The dome of the United States Capitol Building in Washington has been undergoing renovations for the past three years, bringing the tours to the top of the historic structure to a halt.
But on Monday, the tours opened up again after renovations had been completed and the scaffolding was removed.
The first official tour was granted to Kansas Senator Jerry Moran, a Republican who just secured re-election in November. Moran said he managed to get the first official tour because he had asked the Capitol architect's office far in advance.
“Once in awhile an elected official actually plans ahead,” Moran said.
The tour began at 8 a.m. in the Capitol Crypt, which despite its ominous name, is just the first floor of the legislative branch's place of work. Before venturing to one of the highest points in Washington, you must first sign a waiver in the event you are injured or die.
After that, Dave the tour guide takes everyone to the spiral staircase to begin the long journey to the top.
This is Dave.
And this is the spiral staircase.
Upon reaching the top of the spiral staircase, you are only about halfway up the dome and can see almost every part of the interior.
It is best viewed through a three-inch smartphone.
While the Capitol dome was undergoing renovations, much of the walls, paintings, and columns were not visible to tourist or the many staffers and journalists who work inside every day.
The renovations were implemented to ensure that the structure would not collapse. Many of the bolts and metal fixtures had fallen off entirely or were left cracked since their last renovation in the mid-20th century.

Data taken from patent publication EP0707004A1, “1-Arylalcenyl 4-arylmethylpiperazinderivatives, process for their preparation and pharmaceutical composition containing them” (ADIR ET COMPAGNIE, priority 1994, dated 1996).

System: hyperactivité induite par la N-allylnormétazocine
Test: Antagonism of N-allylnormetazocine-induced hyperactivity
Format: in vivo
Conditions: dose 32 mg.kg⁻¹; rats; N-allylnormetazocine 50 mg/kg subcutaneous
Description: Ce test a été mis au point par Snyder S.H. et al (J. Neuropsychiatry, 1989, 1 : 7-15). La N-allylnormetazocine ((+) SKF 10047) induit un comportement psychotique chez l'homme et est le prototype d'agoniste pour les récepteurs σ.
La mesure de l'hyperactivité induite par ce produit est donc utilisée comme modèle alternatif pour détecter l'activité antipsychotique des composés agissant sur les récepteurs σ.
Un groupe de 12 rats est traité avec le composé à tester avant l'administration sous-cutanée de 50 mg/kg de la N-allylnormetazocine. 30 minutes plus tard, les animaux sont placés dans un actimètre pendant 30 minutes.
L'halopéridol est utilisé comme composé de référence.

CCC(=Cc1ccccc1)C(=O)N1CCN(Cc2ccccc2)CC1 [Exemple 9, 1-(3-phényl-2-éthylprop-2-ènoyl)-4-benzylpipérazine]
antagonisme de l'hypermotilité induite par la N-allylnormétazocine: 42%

However, Moran simply said that it was an effort to “make the dome great again.”
During the tour, Dave warned everyone to not lean over the railing because it is both dangerous and strictly forbidden.
Then Dave leaned over the railing to explain the paintings along the rotunda's wall.
After blatantly breaking his own rule, Dave took the group through another outer staircase.
Because parts of the route up the Capitol dome are technically outside, it gets incredibly windy and cold — that is when the waivers started to make sense. Dave warned everyone to watch their heads and we ventured up the stairs.
There is an inside part to the dome, which is entered through a small door with a walkway that wraps around the top.
The ceiling is covered in a painting titled “Apotheosis of George Washington” by Constantino Brumidi.
The top of the inner dome is also great to view through a phone screen.
While in the top area of the inner dome, Moran walked away from the group to the other side to snap a picture of the group.
The architecture and detail around the inner part of the Capitol dome is pretty mesmerizing, too.
But the inner part of the dome is still not the best view. There's yet another staircase that leads to an area where women should definitely not wear high heels.
Note: graffiti is strictly forbidden inside the Capitol. However, there are many carvings into the railings and etchings in the glass of initials and names from U.S. history.
“Old graffiti is historic,” Dave said. “New graffiti is a federal crime.”
Once you get outside, there's a walkway corralling the top of the outer dome. The views are absolutely stunning.
You can see the Washington Monument.
The Supreme Court.
And the area where Donald Trump will be sworn in as the 45th President of the United States next year.
After everyone posed for pictures and took in the views, it was time to head back down as the tour had concluded.
Upon returning to the bottom of the Capitol Building, there awaits another eager senator looking forward to the dome tour finally beginning again. This time it was Louisiana Republican Bill Cassidy.
Contact your local congressional representative or senator for more information on how to book a tour.